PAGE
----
* Body composition was determined using hydrodensitometry and the 2H dilution technique and was subsequently calculated using the equation of Siri(Reference Siri40). There were no differences between the two groups.

Experimental sessions

Protocol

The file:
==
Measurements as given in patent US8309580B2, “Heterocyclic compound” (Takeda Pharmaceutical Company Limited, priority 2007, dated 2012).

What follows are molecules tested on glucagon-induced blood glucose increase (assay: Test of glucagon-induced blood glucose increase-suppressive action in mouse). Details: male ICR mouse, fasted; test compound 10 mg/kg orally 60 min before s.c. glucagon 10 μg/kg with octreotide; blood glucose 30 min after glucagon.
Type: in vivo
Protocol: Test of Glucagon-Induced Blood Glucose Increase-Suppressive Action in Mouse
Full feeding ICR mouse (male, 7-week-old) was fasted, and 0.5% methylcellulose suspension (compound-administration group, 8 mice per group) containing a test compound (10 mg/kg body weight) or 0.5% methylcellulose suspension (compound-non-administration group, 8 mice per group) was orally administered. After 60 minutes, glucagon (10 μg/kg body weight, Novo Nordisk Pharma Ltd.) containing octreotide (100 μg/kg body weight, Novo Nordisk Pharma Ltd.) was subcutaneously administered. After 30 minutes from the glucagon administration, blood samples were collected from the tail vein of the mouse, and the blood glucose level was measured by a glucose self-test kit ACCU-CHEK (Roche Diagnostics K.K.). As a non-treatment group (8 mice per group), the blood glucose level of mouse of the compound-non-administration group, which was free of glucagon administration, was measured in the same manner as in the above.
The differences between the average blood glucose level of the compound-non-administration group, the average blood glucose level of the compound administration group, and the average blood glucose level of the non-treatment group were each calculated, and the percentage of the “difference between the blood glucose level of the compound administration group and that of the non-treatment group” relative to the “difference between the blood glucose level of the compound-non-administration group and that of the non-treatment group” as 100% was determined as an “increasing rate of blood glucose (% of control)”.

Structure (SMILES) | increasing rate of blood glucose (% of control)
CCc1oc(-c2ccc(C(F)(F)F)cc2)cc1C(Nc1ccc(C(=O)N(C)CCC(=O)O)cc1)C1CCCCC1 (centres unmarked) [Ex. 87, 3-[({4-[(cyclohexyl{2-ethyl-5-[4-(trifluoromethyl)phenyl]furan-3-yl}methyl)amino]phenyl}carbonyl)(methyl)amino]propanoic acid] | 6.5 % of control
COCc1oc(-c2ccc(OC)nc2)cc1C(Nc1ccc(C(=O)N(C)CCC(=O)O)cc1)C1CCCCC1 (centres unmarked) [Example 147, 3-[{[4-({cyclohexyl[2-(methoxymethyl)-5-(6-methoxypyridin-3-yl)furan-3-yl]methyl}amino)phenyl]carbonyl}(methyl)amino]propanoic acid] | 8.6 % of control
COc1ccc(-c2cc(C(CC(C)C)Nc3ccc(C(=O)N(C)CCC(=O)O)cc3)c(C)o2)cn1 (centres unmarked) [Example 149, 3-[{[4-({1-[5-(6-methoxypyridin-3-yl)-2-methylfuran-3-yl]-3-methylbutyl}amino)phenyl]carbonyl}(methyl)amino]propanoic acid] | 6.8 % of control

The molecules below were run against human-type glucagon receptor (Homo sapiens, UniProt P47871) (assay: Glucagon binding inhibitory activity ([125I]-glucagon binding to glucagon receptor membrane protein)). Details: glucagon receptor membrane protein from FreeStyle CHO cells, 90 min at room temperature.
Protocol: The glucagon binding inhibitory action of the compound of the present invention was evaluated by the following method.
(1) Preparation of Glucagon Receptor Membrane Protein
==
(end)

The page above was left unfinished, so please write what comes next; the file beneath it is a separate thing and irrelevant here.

Subjects were stratified in two groups. In both groups, subjects were offered two different diets while staying in a respiration chamber for 36 h (20.00 hours on day 1 until 08.00 hours on day 3). The first 12 h of the 36 h period were considered as baseline measurements to familiarise the subjects with the respiration chamber. The data of the last 24 h were included for analyses. The sessions were conducted 4 weeks apart to preclude influences of the menstrual cycle. Subjects were instructed to refrain from heavy exercise for 2 d before the study and not to consume more than two glasses of alcohol 2 d before the study. The day before the study the subjects were provided with meals and fed according to the study diet. Group 1 received a high-protein diet and a normal-protein diet (HP and NP; see Diets and energy intake) in a single-blind, randomised, cross-over design. Group 2 received a high-protein, carbohydrate-free diet and a normal-protein diet (HP-0C and NP-g; see Diets and energy intake) in a single-blind, randomised, cross-over design, both preceded by a glycogen-lowering exercise test that took place at 17.00 hours on day 1, in order to mimic the long term effects of a low-carbohydrate diet that depletes glycogen stores to a great extent(Reference Westman, Feinman and Mavropoulos26). This glycogen-lowering exercise test has been shown before not to affect energy expenditure or respiratory quotient (RQ)(Reference Schrauwen, van Marken Lichtenbelt and Saris27); however, an effect on appetite has been shown by Melanson et al. (Reference Melanson, Westerterp-Plantenga and Campfield28). Therefore, in the present study potential effects of the exercise test on appetite ratings and β-hydroxybutyrate were controlled for by including the NP-g diet condition. In order to limit the burden of the subjects, a study with two similar groups each receiving two diets was chosen.